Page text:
The more VMs you move into production, the more critical predictability becomes, says Rick Knode, director of computing and communications infrastructure for San Diego Data Processing Corp. (SDDPC), a nonprofit provider of government IT solutions that serves customers like state agencies. Knode needed help managing resources in the company’s current environment (50 VMs on three servers) and in the future: Approximately 100 additional VMs will be added to production in the next fiscal year, Knode says. He looked to Vizioncore’s esxCharter tool to obtain performance information on SDDPC’s VMware ESX servers in real-time. This tool looks at performance levels and processes running inside the virtual machine. Being able to adjust the CPU power and memory allocated to VMs is critical when you need to make on-the-fly adjustments and terminate or move processes that are adversely affecting environments, Knode says. “It gives you more visibility into what’s going on.” For example, if a specific VM is eating away at one of his processors and affecting other VMs on that processor, he can use DRS and VMotion to move the VM onto another processor. But he says he wouldn’t know which VMs to move without Vizioncore.
At Wachovia, the fourth largest bank in the United States, Tony Bishop, chief architect, turned to Scalent for help balancing workloads for his 1,000 VMs running on a few hundred servers used in development, testing and back-office roles. Scalent, which may be used independently or in concert with VMware, helps Bishop repurpose servers quickly. “Some of the other [management] tools we looked at also have forms of provisioning, but they don’t have the ability to act in as near real-time as possible, like Scalent can,” says Bishop. Scalent’s software gives him management flexibility when apps are competing for resources, he says.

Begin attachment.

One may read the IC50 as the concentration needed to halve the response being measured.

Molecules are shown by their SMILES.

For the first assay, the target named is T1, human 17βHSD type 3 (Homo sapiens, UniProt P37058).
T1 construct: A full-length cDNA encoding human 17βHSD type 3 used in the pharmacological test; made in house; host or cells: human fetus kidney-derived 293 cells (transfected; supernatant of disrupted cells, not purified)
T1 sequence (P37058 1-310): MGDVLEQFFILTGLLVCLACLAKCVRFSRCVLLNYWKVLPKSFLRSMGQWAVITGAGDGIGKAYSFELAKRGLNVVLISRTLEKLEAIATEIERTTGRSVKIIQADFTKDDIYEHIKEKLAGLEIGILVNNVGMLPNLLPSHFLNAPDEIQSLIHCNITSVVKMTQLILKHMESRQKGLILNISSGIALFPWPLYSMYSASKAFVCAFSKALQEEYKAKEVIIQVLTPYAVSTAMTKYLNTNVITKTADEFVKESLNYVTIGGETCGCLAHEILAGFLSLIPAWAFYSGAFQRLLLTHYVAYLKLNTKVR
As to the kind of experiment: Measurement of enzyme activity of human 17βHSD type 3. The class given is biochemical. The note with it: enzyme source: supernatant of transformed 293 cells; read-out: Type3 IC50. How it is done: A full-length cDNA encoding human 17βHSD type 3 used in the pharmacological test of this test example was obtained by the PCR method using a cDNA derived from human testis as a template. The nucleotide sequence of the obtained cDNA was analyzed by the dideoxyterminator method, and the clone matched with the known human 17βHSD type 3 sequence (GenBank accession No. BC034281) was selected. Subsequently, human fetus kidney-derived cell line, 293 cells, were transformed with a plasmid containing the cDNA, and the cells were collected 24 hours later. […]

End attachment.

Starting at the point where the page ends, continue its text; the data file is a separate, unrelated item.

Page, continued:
Among the vendors offering server virtualization software:
VMotion and Distributed Resource Scheduler (DRS) are part of the VMware Infrastructure 3 suite’s enterprise edition. DRS handles dynamic workload balancing, while VMotion migrates VMs across physical servers.
Scalent’s Virtual Operating Environment (V/OE) tools, which may be used with or without VMware, maintain network and storage connections while moving servers. Scalent also redeploys servers in case of failure or load change.
Vizioncore’s esxCharter tool augments the capabilities of VMware, letting you compare the performance of individual VMs, spot bottlenecks and create long-term performance reports.
Akorri’s BalancePoint bridges the gap between server and storage components, providing insight into virtualized machines and the SAN, locating points of contention and providing troubleshooting analysis.
You’ll find about 50 other vendors tackling virtualization management, says Cameron Haight, a research VP at Gartner, including: Platespin (disaster recovery and migration); Aurema (recently acquired by Citrix, VMware resource management); Cirba (data center consolidation planning); BMC (capacity planning); and CA (performance monitoring across multiple infrastructures, including VMware, Sun and AIX).
Masters of Disaster